View Full Version : Tip Shaping Tool - Construction and Use Photos

03-18-2004, 10:41 AM
I pulled this out into a separate thread.


Quote Geoff:

Quote Sid_Vicious:
Here's the economical answer,,,get a piece of 3/4" PVC pipe, chop it into 8"-12" sections, and saw them in half down it's length. Get some adhesive backed sandpaper and use whatever grade you wish, taking a piece tailored to fit in the curvature of the half-piece of PVC, and sock it in there. I have several pieces of cut pipe, some has 120 grit and some with 60 grit for coarse shaping. You can also get bigger PVC, say 1" and make a big nickel shaper.

You can buy these pre-fab'd shapers too, but you'll pay for them. It's too easy to make several(IMO) These work ok by hand operation but any mechanized spinner will turn out a slicker shape...sid

Hey sid, I actually have one of these laying around somewhere, using one of these would you simply work your way around the tip, holding the shaper at a constant angle to the tip? For example it the cue is straight up and down, hold the shaper at a 45 deg. angle to the tip (or whatever angle to achieve desired tip shape)? Seems simple enough.
I was wondering if there is some wonder tool out there that gives a "perfect" tip shape very time.


If you have to hold it at a 45-degree angle, you're using the wrong tool. Are you trying to use one of those "universal shapers", a sandpaper holder with a fairly flat contour, that is sometimes used to both shape the crown and trim the sidewalls? That device is too "flat" to do the best job on the crown.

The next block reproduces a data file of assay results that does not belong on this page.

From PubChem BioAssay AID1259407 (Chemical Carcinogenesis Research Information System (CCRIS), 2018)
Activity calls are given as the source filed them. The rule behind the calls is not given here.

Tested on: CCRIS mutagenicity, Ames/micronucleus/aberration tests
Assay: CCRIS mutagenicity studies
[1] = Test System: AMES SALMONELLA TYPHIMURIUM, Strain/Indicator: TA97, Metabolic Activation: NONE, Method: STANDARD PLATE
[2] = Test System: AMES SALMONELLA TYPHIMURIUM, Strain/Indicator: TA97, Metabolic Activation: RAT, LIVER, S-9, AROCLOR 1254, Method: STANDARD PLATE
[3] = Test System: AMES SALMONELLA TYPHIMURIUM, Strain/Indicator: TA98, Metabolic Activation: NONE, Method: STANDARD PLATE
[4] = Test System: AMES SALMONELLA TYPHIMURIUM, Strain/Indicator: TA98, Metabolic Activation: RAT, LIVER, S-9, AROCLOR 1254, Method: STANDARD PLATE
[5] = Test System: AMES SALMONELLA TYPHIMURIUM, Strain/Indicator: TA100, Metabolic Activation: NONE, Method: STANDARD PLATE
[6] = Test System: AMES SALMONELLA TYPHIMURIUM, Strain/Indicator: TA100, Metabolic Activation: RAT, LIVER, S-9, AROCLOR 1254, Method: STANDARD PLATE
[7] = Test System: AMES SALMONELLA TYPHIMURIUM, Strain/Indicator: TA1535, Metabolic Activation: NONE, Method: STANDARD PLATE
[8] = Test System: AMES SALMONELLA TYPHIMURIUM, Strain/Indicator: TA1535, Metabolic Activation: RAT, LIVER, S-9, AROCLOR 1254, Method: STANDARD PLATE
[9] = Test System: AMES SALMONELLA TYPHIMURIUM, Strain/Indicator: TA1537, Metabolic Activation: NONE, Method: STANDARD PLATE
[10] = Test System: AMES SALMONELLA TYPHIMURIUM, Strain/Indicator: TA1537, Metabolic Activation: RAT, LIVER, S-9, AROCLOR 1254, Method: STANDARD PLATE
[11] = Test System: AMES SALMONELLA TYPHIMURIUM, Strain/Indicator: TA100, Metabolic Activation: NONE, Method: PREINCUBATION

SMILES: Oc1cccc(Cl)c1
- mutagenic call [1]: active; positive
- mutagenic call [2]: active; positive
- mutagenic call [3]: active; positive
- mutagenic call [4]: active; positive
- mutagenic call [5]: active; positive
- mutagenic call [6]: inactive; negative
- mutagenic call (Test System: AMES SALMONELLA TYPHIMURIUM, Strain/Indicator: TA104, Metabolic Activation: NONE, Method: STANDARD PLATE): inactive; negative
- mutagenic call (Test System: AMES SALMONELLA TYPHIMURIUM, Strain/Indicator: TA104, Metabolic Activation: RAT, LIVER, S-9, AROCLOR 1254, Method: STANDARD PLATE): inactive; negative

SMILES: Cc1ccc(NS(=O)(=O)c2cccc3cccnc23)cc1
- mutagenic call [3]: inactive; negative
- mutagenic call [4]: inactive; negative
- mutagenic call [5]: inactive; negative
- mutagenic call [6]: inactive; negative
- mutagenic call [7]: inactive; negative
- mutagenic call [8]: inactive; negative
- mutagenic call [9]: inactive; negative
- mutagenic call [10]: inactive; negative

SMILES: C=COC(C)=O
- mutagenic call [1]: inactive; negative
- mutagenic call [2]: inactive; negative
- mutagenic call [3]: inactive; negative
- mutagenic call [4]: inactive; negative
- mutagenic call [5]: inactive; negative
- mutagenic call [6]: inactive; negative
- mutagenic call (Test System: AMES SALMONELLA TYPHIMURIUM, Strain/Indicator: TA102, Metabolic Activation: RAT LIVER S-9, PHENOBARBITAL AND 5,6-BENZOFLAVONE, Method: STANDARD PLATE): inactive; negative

Whenever you have to eyeball the angle (45 or whatever) all around the tip, you are going to have trouble getting it even. What you should use is a shaper whose curvature exactly matches the desired crown radius. That way, you sand perfectly flat across the top of the tip, holding the tool at exactly 90 degrees. That's a lot easier to hold constant than some arbitrary angle. Just rotate the shaft (spinning is even better if you have a crutch tool or lathe) as you pull the shaper across the top of the tip at 90 degrees.

BTW, as Sid alluded, if you split a piece of 3/4-inch pvc pipe, it will have almost a perfect penny radius when lined with a strip of self-stick sandpaper.

Here's a picture of the tool you should make:


You use it by sanding straight across the tip at 90 degrees, so no "judgement" is required to get it even: